Flower Circlet Headpiece (for flowergirls or brides)

Public disclaimer (please read)

Materials needed:

  • 18-guage floral wire
  • roll of floral tape (green or white, depending on your preference)
  • silk or dried flowers (or both!)
  • ribbon or veiling (optional)

Tools needed:

  • wire cutters
  • scissors

1. Prepare the flowers. If you're using silk flowers, you should use wire cutters to clip individual clusters or stems from the heavy wired stem for individual use. If you are using dried flowers, I suggest that you make small clusters by gathering smaller bunches of flowers together and fastening them together at the base with floral tape. I most often use a combination of silk flowers and baby's breath, so I end up doing both of these steps. One additional step for silk flowers: if you want to feel 100% secure about using silk flowers, you might want to go one step further and glue each flower onto its plastic stem. It takes a little more time, but it will keep any blossoms from droppping off on the Big Day.

(Note: this project would also probably work with real flowers, but these should be "conditioned" and wired in the same way that professional florists do, or else they will wilt very quickly. If you do use real flowers, you should probaby construct the circlet either the night before or the morning of the wedding to make sure the flowers are at their best.)

2. Take the floral wire and make an oval hoop that fits on the wearer's head just the smallest fraction of an inch farther down than you really want it to sit. Wrap the entire hoop with floral tape, making sure the ends of the wire are well-covered (the wrapping will make the circle fit a bit more snug, which is why you want it slightly larger than the wearer's actual head size). I have found that floral tape is stickiest when it has been stretched slightly before use, which really is what you want to do. That slight stickiness is what helps keep everything together, and it also helps the flower circlet stay secure on the head (it doesn't make the hair sticky at all, so don't worry).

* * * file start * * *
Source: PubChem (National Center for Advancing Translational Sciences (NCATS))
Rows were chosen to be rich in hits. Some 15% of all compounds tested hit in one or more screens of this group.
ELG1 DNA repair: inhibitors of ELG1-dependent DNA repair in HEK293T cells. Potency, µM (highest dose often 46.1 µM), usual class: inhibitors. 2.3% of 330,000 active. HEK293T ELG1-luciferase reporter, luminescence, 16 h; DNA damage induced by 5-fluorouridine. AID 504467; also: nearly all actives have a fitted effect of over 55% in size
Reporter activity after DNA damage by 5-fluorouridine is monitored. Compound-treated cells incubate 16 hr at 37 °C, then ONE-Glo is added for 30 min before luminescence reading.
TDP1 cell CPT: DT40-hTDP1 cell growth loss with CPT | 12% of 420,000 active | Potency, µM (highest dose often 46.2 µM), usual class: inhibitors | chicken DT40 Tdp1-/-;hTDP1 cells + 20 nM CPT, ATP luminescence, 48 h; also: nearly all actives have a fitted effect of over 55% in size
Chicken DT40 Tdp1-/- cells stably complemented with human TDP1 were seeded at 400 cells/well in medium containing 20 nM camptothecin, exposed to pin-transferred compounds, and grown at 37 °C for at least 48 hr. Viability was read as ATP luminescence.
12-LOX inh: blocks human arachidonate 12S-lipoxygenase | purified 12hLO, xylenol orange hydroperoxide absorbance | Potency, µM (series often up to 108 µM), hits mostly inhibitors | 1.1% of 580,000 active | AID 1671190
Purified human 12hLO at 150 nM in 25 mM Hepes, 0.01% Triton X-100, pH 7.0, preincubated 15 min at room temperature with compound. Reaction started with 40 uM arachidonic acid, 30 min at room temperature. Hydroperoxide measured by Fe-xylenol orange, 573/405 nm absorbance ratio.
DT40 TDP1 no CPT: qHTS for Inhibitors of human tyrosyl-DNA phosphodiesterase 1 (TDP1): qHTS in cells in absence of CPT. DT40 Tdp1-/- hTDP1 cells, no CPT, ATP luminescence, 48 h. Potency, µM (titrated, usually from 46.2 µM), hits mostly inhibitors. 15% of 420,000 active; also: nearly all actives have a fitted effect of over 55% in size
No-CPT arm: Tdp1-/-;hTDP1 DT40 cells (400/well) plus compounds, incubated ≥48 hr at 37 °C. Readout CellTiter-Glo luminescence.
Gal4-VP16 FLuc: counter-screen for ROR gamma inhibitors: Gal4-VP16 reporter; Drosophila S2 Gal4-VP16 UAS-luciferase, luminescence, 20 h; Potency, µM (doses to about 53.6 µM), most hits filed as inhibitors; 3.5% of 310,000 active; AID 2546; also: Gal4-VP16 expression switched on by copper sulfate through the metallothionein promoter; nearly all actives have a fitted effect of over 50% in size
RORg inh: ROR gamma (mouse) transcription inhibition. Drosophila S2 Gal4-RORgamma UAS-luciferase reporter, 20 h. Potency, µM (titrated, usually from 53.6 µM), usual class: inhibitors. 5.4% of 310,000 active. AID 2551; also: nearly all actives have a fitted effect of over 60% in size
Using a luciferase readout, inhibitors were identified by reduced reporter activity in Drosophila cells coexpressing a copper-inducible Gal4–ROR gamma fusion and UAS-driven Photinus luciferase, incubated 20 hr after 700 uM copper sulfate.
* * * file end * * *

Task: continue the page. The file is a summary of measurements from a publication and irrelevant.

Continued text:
(For an adjustable wreath, don't make a hoop. Take the length of wire and tape it, forming loops at the end, then bend into a round shape.)

3. Start taping the flower clusters to the wreath. Lay one flower (or cluster of flowers) on the wire, keeping all flowers towards the outside of the hoop. Using a long length of floral tape, begin to tape the flowers to the wreath by wrapping the tape around both the wire and the flower. Keep adding flowers and taping until the wreath is completely covered with flowers.

(I usually alternate one small bunch of colored flowers with one cluster of baby's breath. I also alternate small bunches of silk flowers with larger individual silk flowers. You can use flowers of one color, or any number of complimentary colors. Be creative!)

4. Add ribbons or veil (optional). The easiest way to add ribbons to the back of the headpiece is to take a length of ribbon twice as long as desired, then fold in half. Loop the fold over the wire, then draw the loose ends through the loop to form a knot (I STRONGLY recommend using a drop of glue on the knot to keep the ribbons from coming loose). Ribbons can be any color or width desired, but I recommend using ribbons no wider than 1/2 inch. (For the adjustable wreaths, put ribbon "ties" through each loop and tie to fit the wearer's head.)

If the bride would rather have a veil instead of ribbons, a length of bridal tulle or organza can be gathered along one edge and stitched to the wire. For a "medieval" look (great for a theme wedding), a circular or oval veil can be draped over the bride's head and held in place by a wreath placed on top!

(Questions or comments? Send me an )

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